With Syria spiraling ever further out of control and the UN Security Council riven by division over the future of President Bashar al-Assad, Annan's withdrawal dealt a hammer blow to hopes for a political solution.
"I did not receive all the support that the cause deserved," Annan said, as he announced the end of his mission. UN Secretary General Ban Ki-moon said he would seek a replacement, but none was waiting in the wings.
"I accepted this task, which some called 'Mission Impossible', for I believed it was a sacred duty to do whatever was in my power to help the Syrian people find a peaceful solution to this bloody conflict," Annan said.
"The increasing militarization on the ground and the clear lack of unity in the Security Council, have fundamentally changed the circumstances for the effective exercise of my role," he told reporters in Geneva.
"At a time when we need, when the Syrian people desperately need, action there continues to be finger-pointing and name-calling in the Security Council," he complained.
Annan took the post in February and has since been to Damascus to meet Assad three times. The Syrian leader accepted Annan's six-point peace plan, including a ceasefire and moves toward political talks, but never carried it out.
International divisions have become apparent with Russia and China using their vetoes as permanent members of the Security Council to block three resolutions which could have led to Syria sanctions.
The conflict has worsened with the death toll now over 20,000 -- according to Syrian activists -- and the opposition to Assad increasingly well organized.
Annan predicted that Assad would leave office "sooner or later".
The secretary general expressed "deep regret" at Annan's decision to leave when his mandate ends on August 31. Ban also said that "divisions" within the major powers had become an obstacle to Annan's efforts.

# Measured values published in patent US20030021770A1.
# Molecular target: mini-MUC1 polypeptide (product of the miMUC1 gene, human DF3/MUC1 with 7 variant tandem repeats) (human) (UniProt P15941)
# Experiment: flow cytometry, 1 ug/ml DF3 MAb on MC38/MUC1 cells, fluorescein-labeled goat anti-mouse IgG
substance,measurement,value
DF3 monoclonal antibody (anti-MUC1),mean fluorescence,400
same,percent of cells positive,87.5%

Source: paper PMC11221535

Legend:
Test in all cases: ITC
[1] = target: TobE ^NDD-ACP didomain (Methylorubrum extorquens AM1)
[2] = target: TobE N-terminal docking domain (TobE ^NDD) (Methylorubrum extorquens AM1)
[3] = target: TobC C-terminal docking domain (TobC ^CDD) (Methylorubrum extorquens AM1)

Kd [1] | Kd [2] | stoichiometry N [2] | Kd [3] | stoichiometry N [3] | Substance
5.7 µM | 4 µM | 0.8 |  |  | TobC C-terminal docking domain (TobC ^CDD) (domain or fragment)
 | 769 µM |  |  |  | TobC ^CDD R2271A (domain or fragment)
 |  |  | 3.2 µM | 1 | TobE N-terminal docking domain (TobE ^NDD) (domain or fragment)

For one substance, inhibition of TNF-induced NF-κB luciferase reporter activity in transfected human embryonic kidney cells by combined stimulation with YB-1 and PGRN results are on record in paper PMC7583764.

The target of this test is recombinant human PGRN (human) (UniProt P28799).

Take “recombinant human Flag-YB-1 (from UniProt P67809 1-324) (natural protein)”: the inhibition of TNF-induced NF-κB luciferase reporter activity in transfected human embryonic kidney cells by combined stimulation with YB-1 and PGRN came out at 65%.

"Kofi Annan deserves our profound admiration for the selfless way in which he has put his formidable skills and prestige to this most difficult and potentially thankless of assignments," Ban said.
"Tragically, the spiral of violence in Syria is continuing," he added.
"Both the government and the opposition forces continue to demonstrate their determination to rely on ever-increasing violence," Ban said.
"In addition, the persistent divisions within the Security Council have themselves become an obstacle to diplomacy, making the work of any mediator vastly more difficult."
The special envoy had asked the 15-nation UN Security Council to threaten "consequences" on the regime if it thwarted the peace plan, which included the withdrawal of heavy weapons from cities and moves toward political talks.
But on three occasions now Russia, Assad's main ally, and China blocked draft UN resolutions which could have led to sanctions, saying that Western nations only want regime change.
Quarrelling over the cause of the resignation started straight away.
US presidential spokesman Jay Carney said Annan's move "highlights the failure in the United Nations Security Council of Russia and China to support meaningful resolutions against Assad that would have held Assad accountable for his failure to abide by the Annan plan."
"We understand Annan's frustration that, due to vetoes in the Security Council, the international community was unable to give him the support that he needed and requested," said Britain's Foreign Secretary William Hague.
Annan's decision to quit is an indication of the "dramatic stalemate" in the crisis, said French Foreign Minister Laurent Fabius who is trying to organize a ministerial meeting on Syria at the UN headquarters.
Russian President Vladimir Putin, on a trip to London, called Annan's resignation a "great shame", according to Russian news agencies.
"But I hope that the international community's efforts will remain focused on ending the violence," he added.
"We understand that that's his decision, we regret that he chose to do so," Russia's UN ambassador Vitaly Churkin told reporters insisting that his country had given very strong support to the peace plan.
Asked about Russia's vetoes, Churkin said: "I have regrets that some council members chose to try to push their agenda through the council."
France's UN ambassador Gerard Araud said that some names of possible replacements for Annan were already being discussed. He declined to give details.